Ugly Hedgehog® - Photography Forum
What Happened?
If you want to reply, then register here. Registration is free and your account is created instantly, so you can post right away.
Page: 1 2 next>>
Nov 23, 2018 18:16:11   #
Wingpilot (a regular here)
 
Sony A6300 with 15-50mm lens, with CPL. Sun was off to my right, about 120 degree. Why do I have this dark blue area at the top of the image? I figured using the CPL would result in the sky being uniformly darkened. I have to be missing something here. I'd appreciate an wisdom here.

Edit: I forgot to add that these are all unedited RAW files, right out of the camera.


(Download)


(Download)


(Download)

| Reply
Nov 23, 2018 18:27:27   #
speters (a regular here)
 
Wingpilot wrote:
Sony A6300 with 15-50mm lens, with CPL. Sun was off to my right, about 120 degree. Why do I have this dark blue area at the top of the image? I figured using the CPL would result in the sky being uniformly darkened. I have to be missing something here. I'd appreciate an wisdom here.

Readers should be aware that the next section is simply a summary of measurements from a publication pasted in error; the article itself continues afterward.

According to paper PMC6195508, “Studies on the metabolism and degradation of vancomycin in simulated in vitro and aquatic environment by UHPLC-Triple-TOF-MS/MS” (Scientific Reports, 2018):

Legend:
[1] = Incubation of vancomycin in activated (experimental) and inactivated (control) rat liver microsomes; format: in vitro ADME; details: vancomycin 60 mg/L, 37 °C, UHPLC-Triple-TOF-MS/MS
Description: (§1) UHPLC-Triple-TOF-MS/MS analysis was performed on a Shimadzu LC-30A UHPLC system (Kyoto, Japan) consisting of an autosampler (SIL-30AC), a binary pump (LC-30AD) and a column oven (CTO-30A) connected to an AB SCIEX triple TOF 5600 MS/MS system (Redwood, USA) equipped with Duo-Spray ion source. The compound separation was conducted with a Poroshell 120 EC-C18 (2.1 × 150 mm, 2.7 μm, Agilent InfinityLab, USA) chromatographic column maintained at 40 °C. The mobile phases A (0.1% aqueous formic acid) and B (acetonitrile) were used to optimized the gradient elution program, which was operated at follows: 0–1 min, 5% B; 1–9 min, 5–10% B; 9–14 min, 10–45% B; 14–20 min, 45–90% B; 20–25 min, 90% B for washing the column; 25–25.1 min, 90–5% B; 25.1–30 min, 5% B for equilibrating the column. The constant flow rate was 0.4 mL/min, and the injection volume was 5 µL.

It is because of the CPL! That is the one issue when using a CPL, a lot of times you will get uneven polarization across a sky when using a wide lens! Using a less wide lens will avoid this phenomenon!

| Reply
Nov 23, 2018 18:31:09   #
rgrenaderphoto (a regular here)
 
speters wrote:
It is because of the CPL! That is the one issue when using a CPL, a lot of times you will get uneven polarization across a sky when using a wide lens! Using a less wide lens will avoid this phenomenon!


Exactly. This also would be very easy to adjust with a graduated filter in Lightroom.

| Reply
Nov 23, 2018 19:02:09   #
jak86094 (a regular here)
 
Agreed with prior commenters. The effect of a CPL filter on a blue sky is greatest at about 90 degrees to the sun and will reduce more and more as the angle changes to either side of 90 degree street . But the CPL will still have a good effect on highlights from leaves or water or from nonspectral reflections from glass, metal, etc. Steve Perry at Backcountry Gallery, a member of UGG, has a very clear YouTube video on using CPL filters that I highly recommend. jak

| Reply
Nov 23, 2018 19:22:21   #
Wingpilot (a regular here)
 
jak86094 wrote: